September 27, 2012
Libya’s most-wanted man, former intelligence chief Abdullah al-Senussi, was extradited to Libya on September 5, where he is expected to undergo intense and thorough interrogation by Libyan authorities and possibly security officials of some of the other nations in which al-Senussi is wanted for various major crimes such as terrorism, murder and kidnapping (Agence Mauritanienne d’Information, September 5).
After several months of unconfirmed reports of arrests and escapes, al-Senussi was arrested in Nouakchott in March and eventually charged with illegal entry to Mauritania and the use of forged documents (AFP, September 5). Mauritanian authorities were initially reluctant to return al-Senussi, saying he would have to face the minor charges facing him in Mauritania first. Al-Senussi is now being held in the small maximum security Hudba al-Gassi prison in Tripoli, where many former members of the Qaddafi regime are being held. The current roster of prisoners in the facility includes three former Prime Ministers and former military intelligence chief Mustafa al-Kharroubi.
Before leaving Mauritania, Lebanese authorities succeeded in obtaining permission to interrogate as-Senussi regarding the disappearance in Tripoli of Lebanese Shiite leaders and Afwaj al-Muqawama al-Lubnaniya (AMAL) founder Imam Musa al-Sadr and two companions after a heated meeting with Mu’ammar al-Qaddafi in 1978. Lebanese sources described the session as “insufficient despite its importance” (al-Nahar [Beirut], September 1; September 4).
Al-Senussi, who faces the death penalty if convicted, is rumored to have been tortured on his arrival in Tripoli and to have attempted suicide while in Hudba al-Gassi, but these allegations were denied by the man responsible for keeping him behind bars, Khalid al-Sharif, a former member of the Libyan Islamic Fighting Group (LIFG) and now the head of Libya’s National Guard (al-Sharq al-Awsat, September 20). Al-Senussi’s jailer maintains that his prisoner is kept in comfortable conditions and provided with appropriate food, but does admit al-Senussi had complained of “humiliations” such as having his trademark bushy hair shorn. Like his former LIFG colleague, Abd al-Hakim Belhadj, al-Sharif is reported to be a candidate for the post of Libyan Interior Minister, an appointment that would mark an utter reversal of the political status quo that existed in Libya for decades.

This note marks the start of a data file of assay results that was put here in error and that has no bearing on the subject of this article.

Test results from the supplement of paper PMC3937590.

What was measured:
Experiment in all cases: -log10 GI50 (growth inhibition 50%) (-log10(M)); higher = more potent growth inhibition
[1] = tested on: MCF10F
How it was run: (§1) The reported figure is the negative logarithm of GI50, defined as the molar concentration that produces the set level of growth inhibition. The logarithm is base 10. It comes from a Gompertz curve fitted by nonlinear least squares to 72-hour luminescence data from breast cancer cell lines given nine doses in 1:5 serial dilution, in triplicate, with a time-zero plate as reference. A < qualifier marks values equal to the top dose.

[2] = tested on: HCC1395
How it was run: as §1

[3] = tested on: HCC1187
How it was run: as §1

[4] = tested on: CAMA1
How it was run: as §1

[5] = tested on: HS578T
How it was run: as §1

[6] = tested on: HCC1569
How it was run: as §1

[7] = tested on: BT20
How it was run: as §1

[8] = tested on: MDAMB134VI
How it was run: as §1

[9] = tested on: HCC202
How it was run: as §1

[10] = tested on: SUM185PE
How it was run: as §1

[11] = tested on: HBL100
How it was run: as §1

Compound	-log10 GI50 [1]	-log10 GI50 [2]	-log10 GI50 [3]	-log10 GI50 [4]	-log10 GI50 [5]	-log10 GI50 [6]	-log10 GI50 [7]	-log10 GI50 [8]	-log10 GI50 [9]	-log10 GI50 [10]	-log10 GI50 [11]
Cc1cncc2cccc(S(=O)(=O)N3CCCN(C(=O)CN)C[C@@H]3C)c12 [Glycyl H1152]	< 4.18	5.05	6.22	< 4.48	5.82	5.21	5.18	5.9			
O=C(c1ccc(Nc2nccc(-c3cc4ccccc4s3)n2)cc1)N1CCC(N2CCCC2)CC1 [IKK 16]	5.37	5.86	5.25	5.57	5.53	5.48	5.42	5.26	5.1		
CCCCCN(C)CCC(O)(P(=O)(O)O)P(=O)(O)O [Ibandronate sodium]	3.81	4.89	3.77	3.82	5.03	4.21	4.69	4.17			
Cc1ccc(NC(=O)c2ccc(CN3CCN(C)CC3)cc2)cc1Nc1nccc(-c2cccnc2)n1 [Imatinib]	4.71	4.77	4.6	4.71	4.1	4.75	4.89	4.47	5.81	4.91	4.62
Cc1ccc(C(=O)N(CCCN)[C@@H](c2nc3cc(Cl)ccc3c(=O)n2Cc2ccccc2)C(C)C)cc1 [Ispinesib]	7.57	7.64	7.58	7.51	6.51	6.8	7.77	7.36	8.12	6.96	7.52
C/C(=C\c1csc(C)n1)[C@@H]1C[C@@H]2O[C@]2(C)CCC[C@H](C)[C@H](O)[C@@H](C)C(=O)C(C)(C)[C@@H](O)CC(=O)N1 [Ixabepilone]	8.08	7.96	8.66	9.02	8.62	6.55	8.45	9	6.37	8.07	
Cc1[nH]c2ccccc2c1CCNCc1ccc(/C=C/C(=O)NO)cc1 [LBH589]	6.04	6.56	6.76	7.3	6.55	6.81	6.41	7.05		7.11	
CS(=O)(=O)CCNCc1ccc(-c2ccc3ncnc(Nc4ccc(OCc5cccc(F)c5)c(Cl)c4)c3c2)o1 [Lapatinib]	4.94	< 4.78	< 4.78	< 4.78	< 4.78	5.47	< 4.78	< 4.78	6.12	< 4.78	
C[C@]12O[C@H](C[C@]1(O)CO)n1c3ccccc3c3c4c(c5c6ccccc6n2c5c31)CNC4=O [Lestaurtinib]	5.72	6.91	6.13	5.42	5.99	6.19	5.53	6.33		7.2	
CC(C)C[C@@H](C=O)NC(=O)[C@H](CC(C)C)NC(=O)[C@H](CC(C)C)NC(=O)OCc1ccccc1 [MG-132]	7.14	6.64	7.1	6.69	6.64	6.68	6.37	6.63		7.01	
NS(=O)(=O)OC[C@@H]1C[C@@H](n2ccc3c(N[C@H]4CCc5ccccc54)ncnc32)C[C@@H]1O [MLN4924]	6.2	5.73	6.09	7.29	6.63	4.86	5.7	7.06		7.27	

Al-Senussi was charged by the International Criminal Court with crimes against humanity in June 2011, but is expected to face similar charges in Libya rather than be extradited to the Hague. One issue of concern to Libyan authorities is determining the location of funds Qaddafi stored abroad before they are otherwise accessed or transferred. Al-Senussi is described as the primary defendant in the case surrounding the massacre of over 1,200 Libyan Islamists in Abu Salim prison in 1996. The trial of Saif al-Islam al-Qaddafi (currently held by the Zintan militia) has been postponed until further evidence is gleaned from al-Senussi’s interrogation (Tripoli Post, September 7).
According to Libyan prosecutors, al-Senussi has already confessed to the 1993 murder of a leading member of the Libyan opposition, Mansur Rashid al-Kikhia (MENA [Cairo], September 11). A former Foreign Minister and UN Ambassador in the Qaddafi regime, al-Kikhia was not seen again after being kidnapped in Cairo where he was seeking political asylum. Based on al-Senussi’s information, a corpse was disinterred in the yard of a Tripoli villa and is currently undergoing DNA testing. Al-Sharif described the leak of al-Senussi’s confession as being deliberate and made for “humanitarian reasons”
As the man who best knows the secrets of the Libyan regime and who was responsible for carrying out the late Libyan dictator’s darkest plans, al-Senussi is wanted by a variety of nations, including France, where he was convicted in absentia for his role in the 1989 bombing of a French passenger plane that killed 170 people, and by Saudi Arabia, which suspects him of organizing a 2003 plot to assassinate Crown Prince Abdullah.
The United States and a number of international human rights organizations have urged that al-Senussi be given a fair trial, though it is unlikely that any of the possible outcomes of such proceedings could offer anything more than a grim or even short future for the former intelligence chief. Libya is now seeking the extradition of a number of former regime officials from Egypt and has sent a list of wanted individuals to the Egyptian public prosecutor (MENA [Cairo], September 23).
This article was first published in the September 27, 2012 issue of the Jamestown Foundation’s Terrorism Monitor.